The proverbial phrase, "His name was written in water," which once symbolised instant oblivion and fading memory, may soon become a relic of the past.
In the world of art and human communication, writing and drawing have always required a solid surface, like paper or clay, to capture our thoughts and creativity. However, a team of researchers from Johannes Gutenberg University Mainz, TU Darmstadt, and Wuhan University has embarked on a fascinating quest: how to write in water itself, without relying on any substrates.
Imagine being able to create three-dimensional "vapor trails" in water, similar to how aircraft leave trails in the sky. To achieve this, they needed to overcome a significant challenge: the turbulence caused by a regular pen or nib moving through water tends to erase any ink marks it makes. But here's where it gets interesting.
Instead of using traditional ink, they introduced an ingenious solution. They employed a minuscule bead, measuring a mere 20 to 50 microns in diameter, made of ion-exchange material, as their writing instrument. This tiny bead doesn't disrupt the water, and here's the clever part: it exchanges ions with the water, altering its local pH value. When the bead is gently rolled across the water's surface, it leaves behind an invisible track of lower pH, effectively "writing" in the water.
While we're still in the early days of this innovative technique, it's clear that we're witnessing the birth of a new form of expression and exploration in the world of fluid dynamics. Whether you're an artist, a scientist, or simply curious about the boundaries of human creativity, this is a development worth keeping an eye on.
To form letters or shapes, you tilt the water bath to guide the bead along the desired path. During their early experiments, they did this manually, but they later developed a programmable system to automate the process. This technology is still in its early stages, but the potential is enormous.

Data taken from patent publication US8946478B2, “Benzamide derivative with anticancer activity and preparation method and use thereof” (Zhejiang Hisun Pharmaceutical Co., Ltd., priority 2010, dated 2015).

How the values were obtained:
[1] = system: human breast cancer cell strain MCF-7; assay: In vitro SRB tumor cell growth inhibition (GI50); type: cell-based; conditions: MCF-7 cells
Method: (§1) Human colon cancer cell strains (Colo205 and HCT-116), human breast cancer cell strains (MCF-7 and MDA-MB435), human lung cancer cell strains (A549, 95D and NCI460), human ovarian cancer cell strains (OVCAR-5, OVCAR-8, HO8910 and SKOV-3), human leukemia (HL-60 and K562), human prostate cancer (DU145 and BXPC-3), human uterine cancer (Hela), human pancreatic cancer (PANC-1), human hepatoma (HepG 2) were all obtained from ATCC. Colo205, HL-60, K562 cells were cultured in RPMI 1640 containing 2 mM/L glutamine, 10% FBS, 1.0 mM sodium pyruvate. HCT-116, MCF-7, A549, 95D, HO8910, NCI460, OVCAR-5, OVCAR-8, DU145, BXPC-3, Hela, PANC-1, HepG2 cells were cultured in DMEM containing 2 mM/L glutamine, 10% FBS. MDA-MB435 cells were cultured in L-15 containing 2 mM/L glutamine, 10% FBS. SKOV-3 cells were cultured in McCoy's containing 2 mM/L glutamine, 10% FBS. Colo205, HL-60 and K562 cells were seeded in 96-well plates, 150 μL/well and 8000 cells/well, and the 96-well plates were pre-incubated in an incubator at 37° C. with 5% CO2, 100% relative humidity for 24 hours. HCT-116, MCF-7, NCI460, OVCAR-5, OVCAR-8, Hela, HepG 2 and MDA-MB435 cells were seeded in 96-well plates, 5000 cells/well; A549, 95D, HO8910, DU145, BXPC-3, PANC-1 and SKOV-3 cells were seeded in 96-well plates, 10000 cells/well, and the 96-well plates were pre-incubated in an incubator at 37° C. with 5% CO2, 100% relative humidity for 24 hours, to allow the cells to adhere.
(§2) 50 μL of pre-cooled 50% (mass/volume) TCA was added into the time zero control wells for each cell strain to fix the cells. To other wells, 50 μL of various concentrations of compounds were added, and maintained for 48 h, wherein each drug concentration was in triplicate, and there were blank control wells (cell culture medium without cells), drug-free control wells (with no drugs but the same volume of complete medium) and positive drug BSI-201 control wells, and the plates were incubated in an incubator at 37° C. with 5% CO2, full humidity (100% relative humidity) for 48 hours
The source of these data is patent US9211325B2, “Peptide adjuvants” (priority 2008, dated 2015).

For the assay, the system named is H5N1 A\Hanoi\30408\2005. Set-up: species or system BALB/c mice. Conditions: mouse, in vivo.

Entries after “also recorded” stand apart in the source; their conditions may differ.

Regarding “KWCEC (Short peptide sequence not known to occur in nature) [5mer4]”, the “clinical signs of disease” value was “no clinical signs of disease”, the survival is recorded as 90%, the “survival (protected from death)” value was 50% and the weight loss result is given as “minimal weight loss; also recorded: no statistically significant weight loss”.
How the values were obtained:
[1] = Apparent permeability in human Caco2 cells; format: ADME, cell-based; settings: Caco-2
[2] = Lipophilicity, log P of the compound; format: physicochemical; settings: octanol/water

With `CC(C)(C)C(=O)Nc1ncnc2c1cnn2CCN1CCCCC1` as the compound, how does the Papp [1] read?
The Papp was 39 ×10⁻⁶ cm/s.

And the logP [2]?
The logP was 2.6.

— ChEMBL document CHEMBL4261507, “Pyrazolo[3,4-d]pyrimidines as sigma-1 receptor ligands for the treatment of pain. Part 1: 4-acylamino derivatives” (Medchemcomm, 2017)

What's truly remarkable is that this method isn't limited to writing alone. The researchers believe it could be applied to create intricate patterns and structures within liquids, and even erased and corrected if needed. They also explored the possibility of using different components, such as laser-heated particles or microswimmers, to achieve more complex effects and patterns.
One significant advantage of this approach is that it doesn't require a solid base for the fluid container, making it incredibly versatile. The lines created remain visible for about ten minutes, but with UV-sensitive inks, they could potentially be fixed in place for longer periods.
This study, conducted by a collaborative effort of renowned universities, presents a multitude of potential opportunities. It has the potential to transform the field of art, provide innovative methods for monitoring chemical traces in liquids, and lay the groundwork for exciting advancements in fluid manipulation technology. The findings of this research have been published in the esteemed journal Small.